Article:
By the way, at this point you should be able to easily see how you can delete everything referring to Scala from pom.xml and still write an app on Android in Java 16 (which is cool as well — we can’t do that in the standard Android SDK). It shows one thing that is very impressive to me. To write an Android app this way, I put together work of many brilliant people who do not necessarily even know about each other. Some of them work on Scala libraries, some on GraalVM, others on Gluon libraries, and JavaFX. All of them create new features and fix bugs for a lot of reasons, not really caring about that somewhere there someone wants to write an Android app in Scala. Yet, it all fits together. And it works the other way around too: by writing Android apps in Scala with all this tech stack, we test and experiment with all the puzzle pieces. We can provide feedback for their makers and maybe even help to fix some bugs or write some code that will be useful to someone else, someone who never thought of writing Android apps in Scala.
How to run the app
As I mentioned already, building an Android native image takes time, so we want to avoid doing it too often. Even before running the app for the first time, you should invest some time in unit, component, and integration tests, so that if you change something in your app you could still be sure it works correctly even before any manual testing. Then, to check how your GUI looks like and works, use:
If everything looks fine, build the native image… but first, for your desktop:
mvn client:build client:run
After all, we are cross-platform here. Unless you want to test features of your app that will only work on a mobile device, you can first run it as a standalone desktop application. This will again let you test some layers of the app without actually running it on an Android device. And then, if all looks good, or if you decide to skip this step:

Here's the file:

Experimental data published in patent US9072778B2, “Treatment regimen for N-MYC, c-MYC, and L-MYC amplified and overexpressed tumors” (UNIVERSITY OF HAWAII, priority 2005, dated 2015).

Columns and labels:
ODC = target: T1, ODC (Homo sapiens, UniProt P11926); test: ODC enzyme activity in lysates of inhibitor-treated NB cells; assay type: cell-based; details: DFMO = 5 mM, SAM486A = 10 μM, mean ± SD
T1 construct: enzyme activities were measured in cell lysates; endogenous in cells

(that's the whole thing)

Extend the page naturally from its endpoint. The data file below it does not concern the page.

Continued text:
mvn -Pandroid client:build client:package
Successful execution of this command will create an APK file in the
target/client/aarch64-android/gvm directory. Connect your Android phone to the computer with an USB cable, give the computer permission to send files to the phone, and type
adb devices to check if your phone is recognized. It should display something like this in the console:
> adb devices
List of devices attached
Now you should be able to install the app on the connected device with
adb install <path to APK> and a moment later you should see a new icon on your device's main screen. When you click on the icon, it should open approximately the same screen as the desktop version of your app.
Installation might not work for a number of reasons, one of the most popular being that your Android simply does not allow installing apps this way. Go to Settings, find “Developers options”, and there enable “USB debugging” and “Install via USB”. If you can’t find “Developers options” anyway then it might mean you need to do something like tapping the field with your Android OS version number ten times (or just google it).
If everything works and you see the app’s screen on your device, type
adb logcat | grep GraalCompiled to see the log output. Now, for example, if you installed HelloGluon, you can click the button with the magnifying glass icon on the app's screen and you should see
"log something from Scala" printed to the console. Of course, for anything more complex, please look into plugins in the IDE of your choice that can display logs from adb logcat in a more user-friendly way.
And that’s it. Where do we go now?
Hey, you made it to this point! It’s already quite far.
If you managed to build one of the example apps and want to code something more complex, there are at least a few ways you can learn how to do it:
- Read more and experiment with JavaFX. You can start with its official documentation and with this huge list of tutorials by Jacob Jenkov.
- Install Scene Builder and learn how to build GUI with it. Apart from the docs, you can find a lot of tutorials about it on YouTube.
- Look through Gluon’s documentation of Glisten and Attach to learn how to make your app look better on a mobile device, and how to get access to your device’s features.
- Download an example from Gluon’s list of samples and rewrite it to Scala. And when you do, let me know!
- Look into ScalaFX — a more declarative, Scala-idiomatic wrapper over JavaFX.
- Download some of the other examples from my “Scala on Android” repository on GitHub. Contact me, if you write an example app of your own and want me to include it.
- Join us on the official Scala discord — we have a #scala-android channel there
- There is also an #android channel on the “Learning Scala” discord.
- Finally, if you have any questions, you can always find me on Twitter